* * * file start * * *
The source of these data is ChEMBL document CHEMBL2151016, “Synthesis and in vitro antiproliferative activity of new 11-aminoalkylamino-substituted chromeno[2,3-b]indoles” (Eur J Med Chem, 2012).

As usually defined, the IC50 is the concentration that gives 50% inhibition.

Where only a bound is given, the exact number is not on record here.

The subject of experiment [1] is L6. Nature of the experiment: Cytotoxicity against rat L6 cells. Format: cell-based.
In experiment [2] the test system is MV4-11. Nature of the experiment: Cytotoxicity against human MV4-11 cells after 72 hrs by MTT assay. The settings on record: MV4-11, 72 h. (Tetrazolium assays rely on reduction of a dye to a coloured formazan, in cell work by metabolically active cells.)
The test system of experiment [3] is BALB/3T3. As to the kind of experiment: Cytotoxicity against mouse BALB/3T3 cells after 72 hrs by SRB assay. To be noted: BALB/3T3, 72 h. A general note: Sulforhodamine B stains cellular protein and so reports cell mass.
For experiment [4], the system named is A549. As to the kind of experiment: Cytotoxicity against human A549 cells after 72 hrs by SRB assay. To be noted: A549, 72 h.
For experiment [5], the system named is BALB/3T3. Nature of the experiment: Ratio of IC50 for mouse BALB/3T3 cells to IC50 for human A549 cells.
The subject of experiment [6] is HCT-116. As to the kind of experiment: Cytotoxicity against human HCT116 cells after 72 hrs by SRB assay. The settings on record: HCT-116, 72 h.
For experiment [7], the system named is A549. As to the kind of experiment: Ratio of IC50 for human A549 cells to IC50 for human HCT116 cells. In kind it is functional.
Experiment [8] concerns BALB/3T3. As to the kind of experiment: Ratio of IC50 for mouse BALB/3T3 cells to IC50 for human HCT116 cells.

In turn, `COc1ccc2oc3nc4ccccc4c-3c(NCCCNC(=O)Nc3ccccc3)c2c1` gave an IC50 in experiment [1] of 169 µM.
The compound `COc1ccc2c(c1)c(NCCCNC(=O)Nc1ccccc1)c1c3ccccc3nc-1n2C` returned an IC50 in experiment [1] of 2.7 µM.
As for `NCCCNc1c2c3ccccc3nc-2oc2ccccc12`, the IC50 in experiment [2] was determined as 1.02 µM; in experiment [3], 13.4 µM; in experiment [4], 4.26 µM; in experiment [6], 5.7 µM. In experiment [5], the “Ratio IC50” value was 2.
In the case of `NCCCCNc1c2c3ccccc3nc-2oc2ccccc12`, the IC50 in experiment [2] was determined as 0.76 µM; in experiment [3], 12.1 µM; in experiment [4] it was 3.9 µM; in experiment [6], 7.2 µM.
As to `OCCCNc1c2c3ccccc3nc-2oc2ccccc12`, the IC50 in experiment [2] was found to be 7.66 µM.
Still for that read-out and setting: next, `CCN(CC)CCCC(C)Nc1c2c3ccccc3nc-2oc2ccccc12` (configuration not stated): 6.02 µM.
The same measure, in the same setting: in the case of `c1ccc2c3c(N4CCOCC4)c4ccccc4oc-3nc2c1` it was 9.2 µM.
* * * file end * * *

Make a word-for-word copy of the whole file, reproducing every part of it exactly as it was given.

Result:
The source of these data is ChEMBL document CHEMBL2151016, “Synthesis and in vitro antiproliferative activity of new 11-aminoalkylamino-substituted chromeno[2,3-b]indoles” (Eur J Med Chem, 2012).

As usually defined, the IC50 is the concentration that gives 50% inhibition.

Where only a bound is given, the exact number is not on record here.

The subject of experiment [1] is L6. Nature of the experiment: Cytotoxicity against rat L6 cells. Format: cell-based.
In experiment [2] the test system is MV4-11. Nature of the experiment: Cytotoxicity against human MV4-11 cells after 72 hrs by MTT assay. The settings on record: MV4-11, 72 h. (Tetrazolium assays rely on reduction of a dye to a coloured formazan, in cell work by metabolically active cells.)
The test system of experiment [3] is BALB/3T3. As to the kind of experiment: Cytotoxicity against mouse BALB/3T3 cells after 72 hrs by SRB assay. To be noted: BALB/3T3, 72 h. A general note: Sulforhodamine B stains cellular protein and so reports cell mass.
For experiment [4], the system named is A549. As to the kind of experiment: Cytotoxicity against human A549 cells after 72 hrs by SRB assay. To be noted: A549, 72 h.
For experiment [5], the system named is BALB/3T3. Nature of the experiment: Ratio of IC50 for mouse BALB/3T3 cells to IC50 for human A549 cells.
The subject of experiment [6] is HCT-116. As to the kind of experiment: Cytotoxicity against human HCT116 cells after 72 hrs by SRB assay. The settings on record: HCT-116, 72 h.
For experiment [7], the system named is A549. As to the kind of experiment: Ratio of IC50 for human A549 cells to IC50 for human HCT116 cells. In kind it is functional.
Experiment [8] concerns BALB/3T3. As to the kind of experiment: Ratio of IC50 for mouse BALB/3T3 cells to IC50 for human HCT116 cells.

In turn, `COc1ccc2oc3nc4ccccc4c-3c(NCCCNC(=O)Nc3ccccc3)c2c1` gave an IC50 in experiment [1] of 169 µM.
The compound `COc1ccc2c(c1)c(NCCCNC(=O)Nc1ccccc1)c1c3ccccc3nc-1n2C` returned an IC50 in experiment [1] of 2.7 µM.
As for `NCCCNc1c2c3ccccc3nc-2oc2ccccc12`, the IC50 in experiment [2] was determined as 1.02 µM; in experiment [3], 13.4 µM; in experiment [4], 4.26 µM; in experiment [6], 5.7 µM. In experiment [5], the “Ratio IC50” value was 2.
In the case of `NCCCCNc1c2c3ccccc3nc-2oc2ccccc12`, the IC50 in experiment [2] was determined as 0.76 µM; in experiment [3], 12.1 µM; in experiment [4] it was 3.9 µM; in experiment [6], 7.2 µM.
As to `OCCCNc1c2c3ccccc3nc-2oc2ccccc12`, the IC50 in experiment [2] was found to be 7.66 µM.
Still for that read-out and setting: next, `CCN(CC)CCCC(C)Nc1c2c3ccccc3nc-2oc2ccccc12` (configuration not stated): 6.02 µM.
The same measure, in the same setting: in the case of `c1ccc2c3c(N4CCOCC4)c4ccccc4oc-3nc2c1` it was 9.2 µM.